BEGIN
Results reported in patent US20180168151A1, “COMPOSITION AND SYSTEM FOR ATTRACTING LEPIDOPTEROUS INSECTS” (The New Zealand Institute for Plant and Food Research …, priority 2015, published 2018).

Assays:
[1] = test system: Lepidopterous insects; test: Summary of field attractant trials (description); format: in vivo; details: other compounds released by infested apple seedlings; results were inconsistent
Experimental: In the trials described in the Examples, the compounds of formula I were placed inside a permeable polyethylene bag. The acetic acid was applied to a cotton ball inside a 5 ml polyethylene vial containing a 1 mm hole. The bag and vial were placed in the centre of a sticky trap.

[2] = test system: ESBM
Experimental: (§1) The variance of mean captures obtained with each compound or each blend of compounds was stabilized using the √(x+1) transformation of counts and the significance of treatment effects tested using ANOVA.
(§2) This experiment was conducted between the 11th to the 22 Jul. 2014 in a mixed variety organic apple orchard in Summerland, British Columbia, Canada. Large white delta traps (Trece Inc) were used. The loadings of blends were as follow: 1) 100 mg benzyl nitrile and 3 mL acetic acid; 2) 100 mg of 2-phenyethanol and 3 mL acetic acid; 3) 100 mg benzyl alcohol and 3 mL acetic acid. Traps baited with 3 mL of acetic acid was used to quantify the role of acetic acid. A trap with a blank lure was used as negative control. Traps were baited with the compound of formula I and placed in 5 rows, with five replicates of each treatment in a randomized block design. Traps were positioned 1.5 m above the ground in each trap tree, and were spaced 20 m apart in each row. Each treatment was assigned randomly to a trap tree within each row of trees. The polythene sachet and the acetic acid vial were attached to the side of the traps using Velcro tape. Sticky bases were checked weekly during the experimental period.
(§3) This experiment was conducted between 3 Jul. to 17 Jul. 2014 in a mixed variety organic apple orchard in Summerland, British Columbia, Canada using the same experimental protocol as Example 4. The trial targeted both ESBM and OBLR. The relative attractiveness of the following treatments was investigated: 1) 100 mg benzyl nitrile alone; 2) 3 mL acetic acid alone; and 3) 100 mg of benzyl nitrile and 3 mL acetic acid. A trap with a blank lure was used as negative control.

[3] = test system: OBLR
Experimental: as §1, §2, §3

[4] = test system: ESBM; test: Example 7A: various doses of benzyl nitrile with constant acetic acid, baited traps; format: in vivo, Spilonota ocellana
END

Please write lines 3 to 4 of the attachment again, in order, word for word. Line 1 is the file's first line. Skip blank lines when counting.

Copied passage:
[1] = test system: Lepidopterous insects; test: Summary of field attractant trials (description); format: in vivo; details: other compounds released by infested apple seedlings; results were inconsistent
Experimental: In the trials described in the Examples, the compounds of formula I were placed inside a permeable polyethylene bag. The acetic acid was applied to a cotton ball inside a 5 ml polyethylene vial containing a 1 mm hole. The bag and vial were placed in the centre of a sticky trap.